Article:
whose size is arbitrarily small, but not zero. Therefore, if two lakes share only points (or one point) having a

zero depth, they are considered different lakes.

Input

The input contains several test cases. Each test case starts with a line containing two integers, p ≥ 3, which is the

number of points, and s ≥ 3, which is the number of sides of the triangulation. Each of the next p lines describes

a triangulation point.

The description of each point starts with a two-letter code that is unique for the test case. The code is followed

by three integers that describe the point in the format x y h. Here x and y (-10000 ≤ x,y ≤ 10000) are two-

dimensional coordinates and h (0 ≤ h ≤ 8848) is the height of the point above sea level.

Each of the next s lines contains the description of one side of a triangle. The description of a side consists of

two different two-letter codes that specify the endpoints of the side. The projection of the lines to the xy-plane

satisfies the following conditions:

• No side intersects any other side except at its endpoints.

• The points and sides together form a triangulation of a single connected region.

• There are no “holes” inside the region (that is, the boundary forms a single closed polygonal curve).

You may consider all points outside the triangulated region to have lower heights than the closest point of the

region boundary. In other words, if the water gets to a boundary of the region, it flows out freely.

Output

For each test case, display the case number and the levels of all different lakes located inside the given region,

each on a separate line. The levels are heights above sea level and should be printed in non-decreasing order. If

no lakes are formed display a single 0. Follow the format of the sample output.

Sample Input Output for the Sample Input

3 3 Case 1:

AA 0 0 0 0

BB 0 1 0 Case 2:

CC 1 0 0 10

AA BB 10

AA CC

BB CC

7 12

aa 1 1 5

bb 1 3 5

xX 0 2 10

XY 0 4 15

XZ 3 4 11

xy 0 0 15

xz 3 0 15

xX XZ

XY XZ

xX XY

xX xy

xX xz

xz xy

aa xX

aa xy

aa xz

bb xX

bb XY

bb XZ

0 0

Problem I

Robots on Ice

Problem ID: robots

Inspired by the ice sculptures in Harbin, the members of the programming team from Arctic University of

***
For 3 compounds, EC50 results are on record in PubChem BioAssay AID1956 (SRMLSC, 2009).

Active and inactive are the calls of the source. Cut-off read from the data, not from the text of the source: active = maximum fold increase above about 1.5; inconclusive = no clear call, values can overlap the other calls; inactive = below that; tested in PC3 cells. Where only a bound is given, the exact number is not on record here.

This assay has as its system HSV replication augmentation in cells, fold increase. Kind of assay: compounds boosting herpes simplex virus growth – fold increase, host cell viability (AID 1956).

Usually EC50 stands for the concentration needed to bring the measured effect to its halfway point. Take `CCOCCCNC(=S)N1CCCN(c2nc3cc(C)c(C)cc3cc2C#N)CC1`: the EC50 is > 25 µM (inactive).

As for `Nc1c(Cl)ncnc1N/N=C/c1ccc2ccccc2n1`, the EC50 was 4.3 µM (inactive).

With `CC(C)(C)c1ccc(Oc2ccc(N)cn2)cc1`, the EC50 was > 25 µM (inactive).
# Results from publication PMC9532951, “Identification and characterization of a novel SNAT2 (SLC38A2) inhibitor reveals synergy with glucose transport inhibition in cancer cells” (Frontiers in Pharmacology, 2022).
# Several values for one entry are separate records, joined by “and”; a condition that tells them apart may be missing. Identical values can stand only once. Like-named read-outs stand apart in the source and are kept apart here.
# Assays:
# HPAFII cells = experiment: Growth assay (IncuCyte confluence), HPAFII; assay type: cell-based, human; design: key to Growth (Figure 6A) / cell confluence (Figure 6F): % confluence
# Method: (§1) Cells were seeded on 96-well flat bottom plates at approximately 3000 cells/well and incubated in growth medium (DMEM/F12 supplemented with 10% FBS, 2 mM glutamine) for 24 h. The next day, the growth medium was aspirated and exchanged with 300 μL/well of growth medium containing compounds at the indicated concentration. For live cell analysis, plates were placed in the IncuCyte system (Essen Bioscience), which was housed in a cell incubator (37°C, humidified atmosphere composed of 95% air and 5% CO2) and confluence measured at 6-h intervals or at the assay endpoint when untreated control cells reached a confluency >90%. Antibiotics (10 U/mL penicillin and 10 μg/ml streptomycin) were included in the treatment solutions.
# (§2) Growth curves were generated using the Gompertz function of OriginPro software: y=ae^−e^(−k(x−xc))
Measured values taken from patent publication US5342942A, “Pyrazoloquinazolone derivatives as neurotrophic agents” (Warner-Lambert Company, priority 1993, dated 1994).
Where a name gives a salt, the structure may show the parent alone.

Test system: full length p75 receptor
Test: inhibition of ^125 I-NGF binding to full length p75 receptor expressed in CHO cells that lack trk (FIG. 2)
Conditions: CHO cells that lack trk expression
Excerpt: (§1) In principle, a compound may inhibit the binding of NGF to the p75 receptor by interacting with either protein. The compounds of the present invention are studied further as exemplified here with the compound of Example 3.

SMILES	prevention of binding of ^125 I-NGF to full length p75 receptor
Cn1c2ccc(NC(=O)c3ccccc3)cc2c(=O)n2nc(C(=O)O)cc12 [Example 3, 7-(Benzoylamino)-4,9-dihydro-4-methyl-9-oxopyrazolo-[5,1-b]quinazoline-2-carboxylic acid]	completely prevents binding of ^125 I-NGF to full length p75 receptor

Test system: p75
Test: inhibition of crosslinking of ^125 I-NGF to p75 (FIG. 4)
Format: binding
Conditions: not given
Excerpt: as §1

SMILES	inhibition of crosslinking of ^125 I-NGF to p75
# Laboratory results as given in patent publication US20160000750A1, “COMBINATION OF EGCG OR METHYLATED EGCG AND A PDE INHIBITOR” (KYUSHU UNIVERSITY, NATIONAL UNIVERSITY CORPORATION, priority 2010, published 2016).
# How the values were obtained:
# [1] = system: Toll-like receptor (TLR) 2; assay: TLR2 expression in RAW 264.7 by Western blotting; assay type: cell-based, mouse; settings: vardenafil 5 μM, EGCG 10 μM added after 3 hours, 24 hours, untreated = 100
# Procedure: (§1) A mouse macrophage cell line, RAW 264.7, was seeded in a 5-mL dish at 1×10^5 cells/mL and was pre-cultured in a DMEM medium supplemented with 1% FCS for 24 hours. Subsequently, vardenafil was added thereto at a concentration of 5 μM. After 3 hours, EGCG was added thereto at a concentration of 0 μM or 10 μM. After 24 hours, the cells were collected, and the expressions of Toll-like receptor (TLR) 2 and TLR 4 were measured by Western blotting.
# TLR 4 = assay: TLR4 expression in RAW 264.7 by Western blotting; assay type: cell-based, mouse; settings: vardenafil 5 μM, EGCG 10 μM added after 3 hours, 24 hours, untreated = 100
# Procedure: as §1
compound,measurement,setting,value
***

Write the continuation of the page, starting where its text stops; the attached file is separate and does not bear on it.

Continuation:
Robotics and Automata have decided to hold their own ice festival when they return home from the contest.

They plan to harvest blocks of ice from a nearby lake when it freezes during the winter. To make it easier to

monitor the thickness of the ice, they will lay out a rectangular grid over the surface of the lake and have a light-

weight robot travel from square to square to measure ice thickness at each square in the grid. Three locations in

the grid are specified as “check-in” points and the robot is supposed to radio a progress report from these points

when it is one-fourth, one-half, and three-fourths of the way through its tour of inspection. To avoid unnecessary

wear and tear on the surface of the ice, the robot must begin its tour of the grid from the lower left corner,

designated in (row,column) coordinates as (0,0), visiting every other grid location exactly once and ending its

tour in row 0, column 1. Moreover, if there are multiple tours that the robot can follow, then a different one is to

be used each day. The robot is able to move only one square per time step in one of the four compass directions:

north, south, east, or west.

You are to design a program that determines how many different tours are possible for a given grid size and a

sequence of three check-in points. For example, suppose the lake surface is marked off in a 3 × 6 grid and that

the check-in points, in order of visitation, are (2,1), (2,4), and (0,4). Then the robot must start at (0,0) and end at

(0,1) after visiting all 18 squares. It must visit location (2,1) on step 4 (= ⎣18/4⎦), location (2,4) on step 9

(= ⎣18/2⎦), and location (0,4) on step 13 (= ⎣3×18/4⎦). There are just two ways to do this (see Figure 8). Note

that when the size of the grid is not divisible by 4, truncated division is used to determine the three check-in

times.

Figure 8

Note that some configurations may not permit any valid tours at all. For example, in a 4 × 3 grid with check-in

sequence (2,0), (3,2), and (0,2), there is no tour of the grid that begins at (0,0) and ends at (0,1).

Input

The input contains several test cases. Each test case begins with a line containing two integers m and n, where

2 ≤ m,n ≤ 8, specifying the number of rows and columns, respectively, in the grid. This is followed by a line

containing six integer values r1, c1, r2, c2, and r3, c3, where 0 ≤ ri < m and 0 ≤ ci < n for i = 1, 2, 3.

Output

Display the case number, beginning at 1, followed by the number of possible tours that begin at row 0, column

0, end at row 0, column 1, and visit row ri, column ci at time ⎣ i × m × n / 4⎦ for i = 1, 2, 3. Follow the format of

the sample output.

Sample Input Output for the Sample Input

3 6 Case 1: 2

2 1 2 4 0 4 Case 2: 0

4 3

2 0 3 2 0 2

0 0

Prob

blem J

S

Sharing Chocolate

Problem ID: choco

olate

Chocolate in its many forrms is enjoyed by millions off people around

d the world eveery day. It is a truly universall